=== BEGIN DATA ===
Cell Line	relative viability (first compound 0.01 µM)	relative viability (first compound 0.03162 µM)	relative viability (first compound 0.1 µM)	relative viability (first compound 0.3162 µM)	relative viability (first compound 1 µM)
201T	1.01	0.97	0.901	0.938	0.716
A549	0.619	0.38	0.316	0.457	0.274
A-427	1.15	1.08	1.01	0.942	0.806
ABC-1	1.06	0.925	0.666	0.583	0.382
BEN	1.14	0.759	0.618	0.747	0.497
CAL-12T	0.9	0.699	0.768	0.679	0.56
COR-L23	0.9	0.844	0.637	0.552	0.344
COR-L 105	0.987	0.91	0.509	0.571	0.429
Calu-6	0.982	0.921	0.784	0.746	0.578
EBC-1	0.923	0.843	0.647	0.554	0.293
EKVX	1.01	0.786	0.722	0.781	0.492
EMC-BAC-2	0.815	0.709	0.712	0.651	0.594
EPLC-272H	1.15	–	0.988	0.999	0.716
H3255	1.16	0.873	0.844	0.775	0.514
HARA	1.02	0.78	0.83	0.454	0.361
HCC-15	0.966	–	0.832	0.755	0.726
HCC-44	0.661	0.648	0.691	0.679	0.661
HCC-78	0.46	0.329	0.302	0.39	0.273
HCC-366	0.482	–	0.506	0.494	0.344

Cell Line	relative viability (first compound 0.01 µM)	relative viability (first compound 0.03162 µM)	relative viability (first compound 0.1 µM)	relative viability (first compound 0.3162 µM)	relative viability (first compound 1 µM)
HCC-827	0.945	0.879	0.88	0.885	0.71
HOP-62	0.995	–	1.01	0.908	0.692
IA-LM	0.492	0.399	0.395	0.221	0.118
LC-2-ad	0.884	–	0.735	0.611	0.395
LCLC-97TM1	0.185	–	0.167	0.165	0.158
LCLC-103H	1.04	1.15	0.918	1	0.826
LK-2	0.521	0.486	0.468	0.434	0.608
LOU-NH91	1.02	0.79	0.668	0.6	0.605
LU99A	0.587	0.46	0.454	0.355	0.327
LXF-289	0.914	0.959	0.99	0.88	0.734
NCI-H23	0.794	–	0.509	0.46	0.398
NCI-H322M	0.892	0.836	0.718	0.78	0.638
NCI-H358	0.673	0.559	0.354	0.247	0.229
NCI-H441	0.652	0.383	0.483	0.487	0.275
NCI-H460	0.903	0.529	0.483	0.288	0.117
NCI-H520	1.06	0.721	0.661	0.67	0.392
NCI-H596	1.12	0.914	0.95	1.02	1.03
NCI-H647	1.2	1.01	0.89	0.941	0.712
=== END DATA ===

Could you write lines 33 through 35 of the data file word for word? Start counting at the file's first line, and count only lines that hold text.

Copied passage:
NCI-H322M	0.892	0.836	0.718	0.78	0.638
NCI-H358	0.673	0.559	0.354	0.247	0.229
NCI-H441	0.652	0.383	0.483	0.487	0.275